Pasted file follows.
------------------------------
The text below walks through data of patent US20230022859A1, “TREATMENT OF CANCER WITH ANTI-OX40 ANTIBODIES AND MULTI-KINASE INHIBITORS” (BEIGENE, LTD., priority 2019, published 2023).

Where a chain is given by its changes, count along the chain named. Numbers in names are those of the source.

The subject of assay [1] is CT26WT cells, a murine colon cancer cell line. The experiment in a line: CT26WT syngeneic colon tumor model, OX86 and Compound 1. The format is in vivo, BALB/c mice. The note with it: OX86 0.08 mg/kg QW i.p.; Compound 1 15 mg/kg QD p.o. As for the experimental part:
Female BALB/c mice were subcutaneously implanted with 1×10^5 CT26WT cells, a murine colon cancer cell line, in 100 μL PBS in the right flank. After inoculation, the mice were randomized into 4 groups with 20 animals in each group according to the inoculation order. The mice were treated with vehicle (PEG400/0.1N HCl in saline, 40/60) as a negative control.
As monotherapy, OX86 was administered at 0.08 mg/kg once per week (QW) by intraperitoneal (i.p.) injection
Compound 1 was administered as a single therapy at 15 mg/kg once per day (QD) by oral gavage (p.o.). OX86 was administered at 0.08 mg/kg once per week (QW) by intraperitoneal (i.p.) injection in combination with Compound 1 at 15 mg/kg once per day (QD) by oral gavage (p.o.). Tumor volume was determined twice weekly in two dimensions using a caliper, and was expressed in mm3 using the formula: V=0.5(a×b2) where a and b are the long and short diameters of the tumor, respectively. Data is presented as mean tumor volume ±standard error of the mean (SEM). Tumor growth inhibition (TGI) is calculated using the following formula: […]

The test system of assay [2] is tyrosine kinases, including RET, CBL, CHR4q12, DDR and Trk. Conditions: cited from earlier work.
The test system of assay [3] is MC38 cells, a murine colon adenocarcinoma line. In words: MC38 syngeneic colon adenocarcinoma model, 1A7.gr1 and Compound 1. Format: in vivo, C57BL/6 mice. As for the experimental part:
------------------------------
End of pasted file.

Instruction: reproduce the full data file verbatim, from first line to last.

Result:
The text below walks through data of patent US20230022859A1, “TREATMENT OF CANCER WITH ANTI-OX40 ANTIBODIES AND MULTI-KINASE INHIBITORS” (BEIGENE, LTD., priority 2019, published 2023).

Where a chain is given by its changes, count along the chain named. Numbers in names are those of the source.

The subject of assay [1] is CT26WT cells, a murine colon cancer cell line. The experiment in a line: CT26WT syngeneic colon tumor model, OX86 and Compound 1. The format is in vivo, BALB/c mice. The note with it: OX86 0.08 mg/kg QW i.p.; Compound 1 15 mg/kg QD p.o. As for the experimental part:
Female BALB/c mice were subcutaneously implanted with 1×10^5 CT26WT cells, a murine colon cancer cell line, in 100 μL PBS in the right flank. After inoculation, the mice were randomized into 4 groups with 20 animals in each group according to the inoculation order. The mice were treated with vehicle (PEG400/0.1N HCl in saline, 40/60) as a negative control.
As monotherapy, OX86 was administered at 0.08 mg/kg once per week (QW) by intraperitoneal (i.p.) injection
Compound 1 was administered as a single therapy at 15 mg/kg once per day (QD) by oral gavage (p.o.). OX86 was administered at 0.08 mg/kg once per week (QW) by intraperitoneal (i.p.) injection in combination with Compound 1 at 15 mg/kg once per day (QD) by oral gavage (p.o.). Tumor volume was determined twice weekly in two dimensions using a caliper, and was expressed in mm3 using the formula: V=0.5(a×b2) where a and b are the long and short diameters of the tumor, respectively. Data is presented as mean tumor volume ±standard error of the mean (SEM). Tumor growth inhibition (TGI) is calculated using the following formula: […]

The test system of assay [2] is tyrosine kinases, including RET, CBL, CHR4q12, DDR and Trk. Conditions: cited from earlier work.
The test system of assay [3] is MC38 cells, a murine colon adenocarcinoma line. In words: MC38 syngeneic colon adenocarcinoma model, 1A7.gr1 and Compound 1. Format: in vivo, C57BL/6 mice. As for the experimental part: